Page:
Characteristics of pediatric SARS-CoV-2 infection and persistent fecal viral shedding.
Characteristics of pediatric SARS-CoV-2 infection and persistent fecal viral shedding. Spencer EA, Heneghan C.
Published on July 16, 2020
Transmission Dynamics of COVID-19
||Xu Y, Li X, Zhu B et al. Characteristics of pediatric SARS-CoV-2 infection and potential evidence for persistent fecal viral shedding. Nat Med 26, 502–505 (2020). https://doi.org/10.1038/s41591-020-0817-4
||National Key Research and Development Program of China and Guangzhou Regenerative Medicine Guangdong Laboratory.
This study of ten children with COVID-19 found that symptoms among children were nonspecific and relatively mild; rectal swabs tested positive among 8/10 cases even once nasopharyngeal tests became negative.
In a close-contacts screening program, 745 children (and 3,174 adults) were screened by nasopharyngeal swab real-time PCR with reverse transcription (RT–PCR) for SARS-CoV-2 infection; ten children tested positive.
Symptoms in the ten paediatric cases were nonspecific. None sought medical care and were investigated only due to their exposure history and testing positive. None of these ten children required respiratory support or intensive care.
Chest X-rays lacked definite signs of pneumonia, a defining feature of the infection in adult cases. Eight children persistently tested positive on rectal swabs even after nasopharyngeal testing was negative, raising the possibility of fecal-oral transmission.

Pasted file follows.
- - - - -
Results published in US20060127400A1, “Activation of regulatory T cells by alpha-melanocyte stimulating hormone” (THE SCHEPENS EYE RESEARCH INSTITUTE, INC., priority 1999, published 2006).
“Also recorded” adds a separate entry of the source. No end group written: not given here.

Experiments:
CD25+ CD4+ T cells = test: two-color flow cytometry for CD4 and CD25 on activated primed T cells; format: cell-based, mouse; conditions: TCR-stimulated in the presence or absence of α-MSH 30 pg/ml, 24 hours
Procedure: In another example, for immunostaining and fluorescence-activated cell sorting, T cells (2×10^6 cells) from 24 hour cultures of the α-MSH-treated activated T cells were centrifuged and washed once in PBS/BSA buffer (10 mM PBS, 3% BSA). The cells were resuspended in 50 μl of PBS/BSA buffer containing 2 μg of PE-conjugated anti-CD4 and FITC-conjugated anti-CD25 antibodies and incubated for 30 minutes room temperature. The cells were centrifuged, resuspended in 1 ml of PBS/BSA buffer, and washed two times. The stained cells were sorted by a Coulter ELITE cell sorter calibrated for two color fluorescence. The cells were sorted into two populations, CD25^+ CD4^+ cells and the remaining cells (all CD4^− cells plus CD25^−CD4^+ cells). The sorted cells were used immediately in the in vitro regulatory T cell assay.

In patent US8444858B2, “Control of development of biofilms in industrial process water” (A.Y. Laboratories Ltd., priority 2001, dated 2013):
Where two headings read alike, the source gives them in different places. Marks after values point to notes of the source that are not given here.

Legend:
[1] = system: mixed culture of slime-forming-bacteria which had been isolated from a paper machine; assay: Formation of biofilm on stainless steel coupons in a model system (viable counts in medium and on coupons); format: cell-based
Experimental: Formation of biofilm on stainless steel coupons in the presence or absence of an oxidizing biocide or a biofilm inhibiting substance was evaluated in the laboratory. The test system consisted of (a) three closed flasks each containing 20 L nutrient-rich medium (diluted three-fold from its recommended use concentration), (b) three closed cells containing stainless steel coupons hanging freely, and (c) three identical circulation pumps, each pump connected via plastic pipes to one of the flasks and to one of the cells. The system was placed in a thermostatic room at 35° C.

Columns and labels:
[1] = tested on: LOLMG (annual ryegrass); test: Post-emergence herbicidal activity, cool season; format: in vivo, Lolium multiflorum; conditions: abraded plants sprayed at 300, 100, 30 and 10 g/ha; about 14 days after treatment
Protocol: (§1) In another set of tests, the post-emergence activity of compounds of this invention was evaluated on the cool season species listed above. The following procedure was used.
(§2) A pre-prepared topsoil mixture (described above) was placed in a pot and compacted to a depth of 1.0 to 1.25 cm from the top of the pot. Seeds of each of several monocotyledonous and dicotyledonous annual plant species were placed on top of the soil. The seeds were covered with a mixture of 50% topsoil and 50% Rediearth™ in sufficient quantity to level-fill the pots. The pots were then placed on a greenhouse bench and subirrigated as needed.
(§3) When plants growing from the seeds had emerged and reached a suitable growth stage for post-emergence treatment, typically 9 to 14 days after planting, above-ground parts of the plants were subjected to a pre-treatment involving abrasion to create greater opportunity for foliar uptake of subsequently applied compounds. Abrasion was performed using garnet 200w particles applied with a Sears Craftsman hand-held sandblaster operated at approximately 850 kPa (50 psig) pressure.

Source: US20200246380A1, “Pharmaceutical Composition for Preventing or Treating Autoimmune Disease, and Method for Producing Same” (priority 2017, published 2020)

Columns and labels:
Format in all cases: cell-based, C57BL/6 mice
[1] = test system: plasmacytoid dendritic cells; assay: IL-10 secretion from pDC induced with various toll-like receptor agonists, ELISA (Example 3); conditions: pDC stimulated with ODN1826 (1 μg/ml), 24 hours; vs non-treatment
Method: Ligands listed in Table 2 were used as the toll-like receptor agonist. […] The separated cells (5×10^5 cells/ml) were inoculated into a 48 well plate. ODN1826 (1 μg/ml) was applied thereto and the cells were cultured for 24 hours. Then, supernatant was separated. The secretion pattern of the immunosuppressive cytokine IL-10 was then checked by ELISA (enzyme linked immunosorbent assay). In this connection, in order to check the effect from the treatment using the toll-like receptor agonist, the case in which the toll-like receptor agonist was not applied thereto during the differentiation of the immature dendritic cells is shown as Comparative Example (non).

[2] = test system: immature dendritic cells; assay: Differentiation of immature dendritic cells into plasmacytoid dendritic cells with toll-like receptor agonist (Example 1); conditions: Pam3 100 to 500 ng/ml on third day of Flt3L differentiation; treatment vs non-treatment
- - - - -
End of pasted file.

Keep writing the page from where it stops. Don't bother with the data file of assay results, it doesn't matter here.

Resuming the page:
What did they do?
Within a close-contacts screening program, 745 children (and 3,174 adults) were screened by nasopharyngeal swab real-time PCR with reverse transcription (RT–PCR) for SARS-CoV-2 infection. 10/745 children tested positive and this study reports the results of epidemiological and clinical investigations for these. The researchers also looked for evidence of viral excretion through the gastrointestinal and respiratory tracts.
Within this observational study, ten paediatric cases only were found; the findings need replicating before firm conclusions can be drawn.
|Clearly defined setting
||Demographic characteristics described
||Follow-up length was sufficient
||Transmission outcomes assessed
||Main biases are taken into consideration
What else should I consider?
“However, we do not have evidence of replication-competent virus in fecal swabs, which is required to confirm the potential for fecal–oral transmission.”
About the authors